• Where can I find information on legal rights for the developmentally disabled?
    Information on the legal rights for the developmentally disabled can be found by calling Carolina Legal Assistance at 919-856-2195
  • I was not advised of my rights. Can I get the case dismissed?
    No. Law enforcement officers do not have to advise you of your rights unless there is an incustodial interrogation taking place.
  • Can I chose the attorney that will be appointed to represent me?
    No. If you obtain a court appointed attorney they are assigned on a rotating basis and the fee they are authorized by the court becomes a lien on your property. You can hire the private attorney of your choice.
  • Can I continue my case to any day I want?
    No. Law enforcement officers have specific court days.
  • Why can't the DA's Office give me legal advice?
    The District Attorney's Office prosecutes all criminal actions in the Fifth District. The District Attorney cannot prosecute and defend the same action.
  • If the witness does not show up will the case be dismissed?
    It depends. Some cases can be tried without the victim appearing. Sometimes the case may be continued if the witnesses do not appear. The presiding judge may review the file and sanctions may be imposed.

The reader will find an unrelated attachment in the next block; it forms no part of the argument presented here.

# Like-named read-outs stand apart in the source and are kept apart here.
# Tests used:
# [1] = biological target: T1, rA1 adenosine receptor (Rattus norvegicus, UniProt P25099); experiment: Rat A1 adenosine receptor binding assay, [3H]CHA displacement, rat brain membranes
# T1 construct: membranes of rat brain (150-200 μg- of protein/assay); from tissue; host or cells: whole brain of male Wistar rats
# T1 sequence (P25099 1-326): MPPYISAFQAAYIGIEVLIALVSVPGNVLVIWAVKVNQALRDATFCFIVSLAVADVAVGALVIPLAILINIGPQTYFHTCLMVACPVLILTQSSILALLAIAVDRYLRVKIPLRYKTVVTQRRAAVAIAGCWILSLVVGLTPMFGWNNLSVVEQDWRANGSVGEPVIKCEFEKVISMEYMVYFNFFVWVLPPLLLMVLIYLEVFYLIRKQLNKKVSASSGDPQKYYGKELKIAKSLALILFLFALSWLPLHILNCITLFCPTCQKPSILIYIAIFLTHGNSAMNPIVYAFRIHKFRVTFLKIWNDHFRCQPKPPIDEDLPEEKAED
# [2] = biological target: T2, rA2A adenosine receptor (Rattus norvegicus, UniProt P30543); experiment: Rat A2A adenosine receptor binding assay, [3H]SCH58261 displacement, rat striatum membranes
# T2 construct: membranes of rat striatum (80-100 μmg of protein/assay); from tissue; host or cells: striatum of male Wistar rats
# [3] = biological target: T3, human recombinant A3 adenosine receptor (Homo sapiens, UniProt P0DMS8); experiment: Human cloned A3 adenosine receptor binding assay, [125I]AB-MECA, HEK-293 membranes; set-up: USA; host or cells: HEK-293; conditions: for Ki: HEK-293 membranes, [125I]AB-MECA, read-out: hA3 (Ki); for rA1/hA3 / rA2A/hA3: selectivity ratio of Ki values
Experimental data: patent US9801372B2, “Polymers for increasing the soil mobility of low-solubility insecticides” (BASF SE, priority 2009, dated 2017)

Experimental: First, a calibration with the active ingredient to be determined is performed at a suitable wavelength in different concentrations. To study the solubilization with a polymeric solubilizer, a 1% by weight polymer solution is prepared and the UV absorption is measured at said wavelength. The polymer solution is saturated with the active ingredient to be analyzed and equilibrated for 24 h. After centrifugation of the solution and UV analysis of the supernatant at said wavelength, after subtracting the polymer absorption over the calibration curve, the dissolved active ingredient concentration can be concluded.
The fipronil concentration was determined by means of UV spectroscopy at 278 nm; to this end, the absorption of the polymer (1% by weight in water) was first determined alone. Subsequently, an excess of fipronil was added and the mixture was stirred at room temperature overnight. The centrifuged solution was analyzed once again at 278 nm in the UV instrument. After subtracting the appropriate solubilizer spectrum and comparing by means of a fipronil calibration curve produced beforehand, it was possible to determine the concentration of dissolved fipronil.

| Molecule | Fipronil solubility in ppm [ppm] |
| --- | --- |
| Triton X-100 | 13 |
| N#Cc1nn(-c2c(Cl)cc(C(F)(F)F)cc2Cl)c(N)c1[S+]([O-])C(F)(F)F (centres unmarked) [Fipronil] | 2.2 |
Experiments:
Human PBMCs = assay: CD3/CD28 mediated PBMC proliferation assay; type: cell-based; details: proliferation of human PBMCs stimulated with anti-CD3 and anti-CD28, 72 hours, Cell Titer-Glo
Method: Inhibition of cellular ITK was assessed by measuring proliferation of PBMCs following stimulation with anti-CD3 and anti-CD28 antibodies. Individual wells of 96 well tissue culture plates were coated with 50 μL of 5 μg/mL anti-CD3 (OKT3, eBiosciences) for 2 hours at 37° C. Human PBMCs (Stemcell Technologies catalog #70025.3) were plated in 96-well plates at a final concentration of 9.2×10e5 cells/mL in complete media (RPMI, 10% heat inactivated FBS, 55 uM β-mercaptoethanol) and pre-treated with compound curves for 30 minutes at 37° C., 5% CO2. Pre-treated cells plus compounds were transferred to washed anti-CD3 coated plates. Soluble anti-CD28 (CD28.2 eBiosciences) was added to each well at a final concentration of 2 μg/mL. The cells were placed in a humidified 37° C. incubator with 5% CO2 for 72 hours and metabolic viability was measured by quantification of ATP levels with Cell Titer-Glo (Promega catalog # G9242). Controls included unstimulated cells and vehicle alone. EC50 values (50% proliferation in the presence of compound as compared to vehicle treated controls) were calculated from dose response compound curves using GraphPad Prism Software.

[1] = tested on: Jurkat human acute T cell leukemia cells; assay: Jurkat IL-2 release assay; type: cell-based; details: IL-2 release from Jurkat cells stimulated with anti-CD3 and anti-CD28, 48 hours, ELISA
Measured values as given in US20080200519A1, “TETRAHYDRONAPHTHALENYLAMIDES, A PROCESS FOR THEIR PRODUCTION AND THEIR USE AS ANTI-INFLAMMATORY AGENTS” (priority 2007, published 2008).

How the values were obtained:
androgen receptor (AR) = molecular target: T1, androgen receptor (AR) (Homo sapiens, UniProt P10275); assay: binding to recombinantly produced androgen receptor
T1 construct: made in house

• If I do not show up for court will the case be dismissed?
    No. If you are a defendant it is a crime for you to not show up in court. If you are a witness and do not show up a judge may put you in jail.
  • How long am I under subpoena?
    You are under subpoena until discharged by the DA's Office.
  • I have a question for the District Court ADA, when can I talk to him/her?
    The District Court ADAs are rarely in the office, as court runs from 9:00am - 5:00pm every day. While they cannot speak to any defendants about their cases, victims are welcome to email the ADA to schedule a meeting. Please see our Staff Directory for contact info.
  • How are sentences determined?
    North Carolina operates under a policy of structured sentencing. Generally, a person's sentence depends upon the person's prior number and type of convictions. Please view the Structured Sentencing guidelines here. If you need more information, we highly recommend the short graphic novel "In Prison: Serving a Felony Sentence In North Carolina," written by James M. Markham of the UNC School of Government. They are sold online, or you can request a copy from your assigned Victim Witness Legal Assistant.
  • I have a prior conviction; can I have it expunged from my record?
    In some cases, yes. The NC Second Chance Alliance offers an initial guide to understanding the criteria and filing requirements of the various expunctions in North Carolina. Criminal records eligible for expunction in NC are generally limited to the following three categories: 1. A first-time conviction of a nonviolent offense occurring more than 15 years ago 2. A first-time conviction of certain offenses committed before age 18/22 3. A charge that was dismissed or disposed “not guilty” Please visit the Five Arms of the Starfish page to download an 2018 Expunction Summary.